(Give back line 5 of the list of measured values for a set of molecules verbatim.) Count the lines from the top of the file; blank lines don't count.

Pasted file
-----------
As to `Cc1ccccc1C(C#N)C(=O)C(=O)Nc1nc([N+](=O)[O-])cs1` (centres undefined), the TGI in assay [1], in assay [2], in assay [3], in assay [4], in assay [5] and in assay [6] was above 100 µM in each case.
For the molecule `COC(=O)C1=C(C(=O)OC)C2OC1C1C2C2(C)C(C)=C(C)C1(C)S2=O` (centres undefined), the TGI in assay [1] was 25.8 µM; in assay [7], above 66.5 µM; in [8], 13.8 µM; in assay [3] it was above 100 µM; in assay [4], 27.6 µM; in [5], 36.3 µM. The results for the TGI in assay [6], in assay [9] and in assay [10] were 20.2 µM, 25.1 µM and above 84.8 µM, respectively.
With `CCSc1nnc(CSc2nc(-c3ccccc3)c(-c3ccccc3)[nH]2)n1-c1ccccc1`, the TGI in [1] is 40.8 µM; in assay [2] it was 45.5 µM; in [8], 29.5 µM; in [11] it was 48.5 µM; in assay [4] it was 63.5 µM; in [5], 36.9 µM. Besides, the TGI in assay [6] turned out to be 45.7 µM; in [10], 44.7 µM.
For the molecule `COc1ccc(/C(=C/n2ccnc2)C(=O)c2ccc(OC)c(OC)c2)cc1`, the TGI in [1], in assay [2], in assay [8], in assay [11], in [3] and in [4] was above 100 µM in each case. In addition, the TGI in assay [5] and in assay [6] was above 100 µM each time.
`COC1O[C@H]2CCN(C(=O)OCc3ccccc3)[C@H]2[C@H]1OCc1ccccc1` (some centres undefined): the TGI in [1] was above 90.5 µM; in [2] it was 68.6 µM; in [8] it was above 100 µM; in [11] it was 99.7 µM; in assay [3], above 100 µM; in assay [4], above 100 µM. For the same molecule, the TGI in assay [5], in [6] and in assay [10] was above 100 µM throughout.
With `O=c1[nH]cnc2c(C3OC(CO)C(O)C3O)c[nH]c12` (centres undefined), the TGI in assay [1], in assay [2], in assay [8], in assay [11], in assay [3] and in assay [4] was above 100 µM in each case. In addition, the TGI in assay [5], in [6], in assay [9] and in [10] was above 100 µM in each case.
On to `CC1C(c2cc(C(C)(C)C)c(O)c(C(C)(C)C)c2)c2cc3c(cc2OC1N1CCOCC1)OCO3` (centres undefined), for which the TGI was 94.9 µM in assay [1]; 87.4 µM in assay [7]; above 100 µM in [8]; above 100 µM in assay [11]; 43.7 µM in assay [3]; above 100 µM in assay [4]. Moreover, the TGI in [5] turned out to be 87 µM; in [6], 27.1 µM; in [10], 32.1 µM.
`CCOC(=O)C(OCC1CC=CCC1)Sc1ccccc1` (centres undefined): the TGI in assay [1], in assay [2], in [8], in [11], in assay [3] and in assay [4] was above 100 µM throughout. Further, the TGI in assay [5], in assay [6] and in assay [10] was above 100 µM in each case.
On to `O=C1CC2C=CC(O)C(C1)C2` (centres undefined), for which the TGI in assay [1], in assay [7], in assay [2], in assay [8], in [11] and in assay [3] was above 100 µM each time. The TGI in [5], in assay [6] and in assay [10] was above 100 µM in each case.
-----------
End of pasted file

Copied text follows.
`COC1O[C@H]2CCN(C(=O)OCc3ccccc3)[C@H]2[C@H]1OCc1ccccc1` (some centres undefined): the TGI in [1] was above 90.5 µM; in [2] it was 68.6 µM; in [8] it was above 100 µM; in [11] it was 99.7 µM; in assay [3], above 100 µM; in assay [4], above 100 µM. For the same molecule, the TGI in assay [5], in [6] and in assay [10] was above 100 µM throughout.